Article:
A transport officer, right, helps immigrants Dilma Araceley Riveria Hernandez, and her son, Anderson Alvarado, 2, get off the bus after they were processed and released by U.S. Customs and Border Protection, Sunday, June 24, 2018, in McAllen, Texas. (AP Photo/David J. Phillip)

The Latest: Trump says legal process 'not the way to go'

June 25, 2018 - 9:31 am

WASHINGTON (AP) — The Latest on immigration legislation (all times local):

9:15 a.m.

President Donald Trump says the legal due process given to people caught trying to cross the U.S. border illegally is dysfunctional and "not the way to go."

Trump says in a series of typo-filled tweets that, "Hiring manythousands of judges, and going through a long and complicated legal process, is not the way to go - will always be disfunctional."

Trump says that people trying to gain entry "must simply be stopped at the Border and told they cannot come into the U.S. illegally" and that children should be sent back to their home countries.

He adds that, "If this is done, illegal immigration will be stopped in it's tracks."

His comments Monday were similar to those over the weekend in which he compared people crossing the border to invaders.

Trump is also complaining about media coverage of his immigration policies, saying they're the "same" as the Obama administration's, although that's not the case.


8 a.m.

Rep. Mark Meadows, chair of the House Freedom Caucus, says the House will likely reject the latest compromise immigration bill and that leadership will present separation legislation that would address family separations at the border.

Meadows says on Fox News Monday that even as GOP leadership planned a Tuesday evening vote, lawmakers were still negotiating over the phone this weekend on the details. One hang-up among Republicans, he said, was whether young immigrants known as "Dreamers" would be allowed to bring their parents to the U.S.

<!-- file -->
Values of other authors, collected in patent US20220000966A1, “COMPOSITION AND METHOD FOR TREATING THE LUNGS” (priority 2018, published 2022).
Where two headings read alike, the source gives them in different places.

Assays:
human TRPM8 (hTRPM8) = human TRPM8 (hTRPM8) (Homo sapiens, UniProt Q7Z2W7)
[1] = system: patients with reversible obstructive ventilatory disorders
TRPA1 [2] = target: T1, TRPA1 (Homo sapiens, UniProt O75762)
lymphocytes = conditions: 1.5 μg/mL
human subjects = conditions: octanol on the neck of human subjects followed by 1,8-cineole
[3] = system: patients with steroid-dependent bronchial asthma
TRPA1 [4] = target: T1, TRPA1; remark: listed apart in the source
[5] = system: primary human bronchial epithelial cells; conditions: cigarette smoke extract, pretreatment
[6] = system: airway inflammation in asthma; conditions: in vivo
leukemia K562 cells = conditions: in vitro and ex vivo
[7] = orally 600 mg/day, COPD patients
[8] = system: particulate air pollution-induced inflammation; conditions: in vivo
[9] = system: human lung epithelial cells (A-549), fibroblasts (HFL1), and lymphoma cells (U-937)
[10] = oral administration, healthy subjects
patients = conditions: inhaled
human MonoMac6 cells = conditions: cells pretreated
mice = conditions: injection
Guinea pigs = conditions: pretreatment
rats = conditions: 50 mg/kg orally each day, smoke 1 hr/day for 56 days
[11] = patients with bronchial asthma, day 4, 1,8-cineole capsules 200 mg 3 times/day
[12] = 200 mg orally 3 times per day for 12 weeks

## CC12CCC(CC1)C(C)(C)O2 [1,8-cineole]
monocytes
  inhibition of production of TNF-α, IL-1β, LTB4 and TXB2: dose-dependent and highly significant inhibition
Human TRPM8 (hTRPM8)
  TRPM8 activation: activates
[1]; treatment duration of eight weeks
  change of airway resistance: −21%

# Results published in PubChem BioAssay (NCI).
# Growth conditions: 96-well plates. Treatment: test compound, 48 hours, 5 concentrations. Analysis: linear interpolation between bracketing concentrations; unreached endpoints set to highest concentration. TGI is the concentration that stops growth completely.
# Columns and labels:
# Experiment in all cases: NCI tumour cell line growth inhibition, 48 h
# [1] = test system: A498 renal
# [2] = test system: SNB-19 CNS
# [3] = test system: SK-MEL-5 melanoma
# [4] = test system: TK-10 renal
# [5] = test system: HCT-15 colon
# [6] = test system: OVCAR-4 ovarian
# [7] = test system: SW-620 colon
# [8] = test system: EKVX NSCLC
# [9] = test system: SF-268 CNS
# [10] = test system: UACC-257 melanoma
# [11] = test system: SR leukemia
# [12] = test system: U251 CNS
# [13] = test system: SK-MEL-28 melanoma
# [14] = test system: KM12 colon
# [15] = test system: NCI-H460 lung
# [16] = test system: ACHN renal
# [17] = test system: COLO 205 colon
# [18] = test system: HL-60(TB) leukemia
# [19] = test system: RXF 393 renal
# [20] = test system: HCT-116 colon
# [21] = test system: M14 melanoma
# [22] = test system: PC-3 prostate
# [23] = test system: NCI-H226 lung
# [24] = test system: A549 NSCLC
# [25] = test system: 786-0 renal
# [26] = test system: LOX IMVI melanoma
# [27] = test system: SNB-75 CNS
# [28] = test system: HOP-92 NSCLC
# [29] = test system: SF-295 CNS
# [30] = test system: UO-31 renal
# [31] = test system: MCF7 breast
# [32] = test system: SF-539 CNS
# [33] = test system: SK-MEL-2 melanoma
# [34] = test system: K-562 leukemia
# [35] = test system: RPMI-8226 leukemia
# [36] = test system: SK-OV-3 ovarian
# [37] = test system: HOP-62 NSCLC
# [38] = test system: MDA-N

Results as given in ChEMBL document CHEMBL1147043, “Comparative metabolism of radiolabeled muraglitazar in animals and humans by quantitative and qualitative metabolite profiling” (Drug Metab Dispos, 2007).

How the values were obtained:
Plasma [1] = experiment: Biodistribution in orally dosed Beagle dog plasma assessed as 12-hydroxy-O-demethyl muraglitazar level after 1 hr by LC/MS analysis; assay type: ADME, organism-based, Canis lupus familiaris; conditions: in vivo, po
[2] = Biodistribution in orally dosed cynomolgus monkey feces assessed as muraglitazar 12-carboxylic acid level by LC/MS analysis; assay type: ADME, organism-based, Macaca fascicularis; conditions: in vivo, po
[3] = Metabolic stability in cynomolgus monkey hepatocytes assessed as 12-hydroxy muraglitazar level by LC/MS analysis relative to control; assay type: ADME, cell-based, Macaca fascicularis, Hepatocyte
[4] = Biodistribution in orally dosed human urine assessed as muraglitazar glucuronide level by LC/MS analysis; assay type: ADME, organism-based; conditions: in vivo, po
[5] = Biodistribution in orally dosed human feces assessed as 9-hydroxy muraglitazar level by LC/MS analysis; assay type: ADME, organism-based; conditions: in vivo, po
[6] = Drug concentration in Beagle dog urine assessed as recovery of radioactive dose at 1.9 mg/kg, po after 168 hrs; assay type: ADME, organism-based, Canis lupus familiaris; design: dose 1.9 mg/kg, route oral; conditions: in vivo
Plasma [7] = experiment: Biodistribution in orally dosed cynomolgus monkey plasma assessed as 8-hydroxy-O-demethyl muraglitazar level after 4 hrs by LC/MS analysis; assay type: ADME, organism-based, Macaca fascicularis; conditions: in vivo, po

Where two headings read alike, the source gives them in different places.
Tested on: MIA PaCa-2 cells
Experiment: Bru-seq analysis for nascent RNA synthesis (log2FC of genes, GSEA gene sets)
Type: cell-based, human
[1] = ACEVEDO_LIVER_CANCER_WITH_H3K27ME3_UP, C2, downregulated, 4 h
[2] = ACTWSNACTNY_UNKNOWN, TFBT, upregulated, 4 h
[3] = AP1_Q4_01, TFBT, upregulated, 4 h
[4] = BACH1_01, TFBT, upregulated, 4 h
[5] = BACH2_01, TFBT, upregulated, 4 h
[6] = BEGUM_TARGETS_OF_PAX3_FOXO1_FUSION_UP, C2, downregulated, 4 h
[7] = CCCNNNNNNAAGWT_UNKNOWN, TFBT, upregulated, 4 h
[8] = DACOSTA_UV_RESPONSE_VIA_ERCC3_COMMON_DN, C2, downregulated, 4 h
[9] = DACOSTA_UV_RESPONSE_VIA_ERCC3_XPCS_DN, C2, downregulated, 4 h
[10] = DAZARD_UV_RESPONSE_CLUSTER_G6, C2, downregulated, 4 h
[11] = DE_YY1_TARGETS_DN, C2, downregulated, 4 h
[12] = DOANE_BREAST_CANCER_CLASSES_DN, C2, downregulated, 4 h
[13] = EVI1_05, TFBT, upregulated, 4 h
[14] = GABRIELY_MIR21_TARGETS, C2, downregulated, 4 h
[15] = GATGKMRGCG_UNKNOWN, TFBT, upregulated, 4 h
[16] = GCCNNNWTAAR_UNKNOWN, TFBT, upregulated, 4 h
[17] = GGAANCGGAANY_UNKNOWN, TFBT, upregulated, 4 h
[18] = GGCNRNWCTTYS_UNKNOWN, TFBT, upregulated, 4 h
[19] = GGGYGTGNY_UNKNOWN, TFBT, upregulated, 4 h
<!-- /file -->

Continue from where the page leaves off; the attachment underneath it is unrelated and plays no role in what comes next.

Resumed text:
When asked if the bill will pass or fail, Meadows said "I would think fail right now."

Meadows said if that happens as he expects, Rep. Cathy McMorris Rodgers, who chairs the Republican Conference, would present "follow-up piece of legislation within days." He says Rodgers "has some real thoughtful insight in terms of how we keep those families together," which is something "that a lot of us want to do."


12:20 a.m.

GOP leaders' election-year struggle to shove an immigration bill through the House this week are being hampered by President Donald Trump and fears of conservative voters, leaving prospects dubious.

Party leaders are trying to finally secure the votes they need for their wide-ranging bill with tweaks they hope will goose support from the GOP's dueling conservative and moderate wings. But more importantly, wavering Republicans want Trump to provide political cover for immigration legislation that's despised by hard-right voters.

His recent statements on their immigration bill — supporting it one day and later recommending they drop it — and his history of abruptly flip-flopping on past health care and spending measures have not been reassuring.

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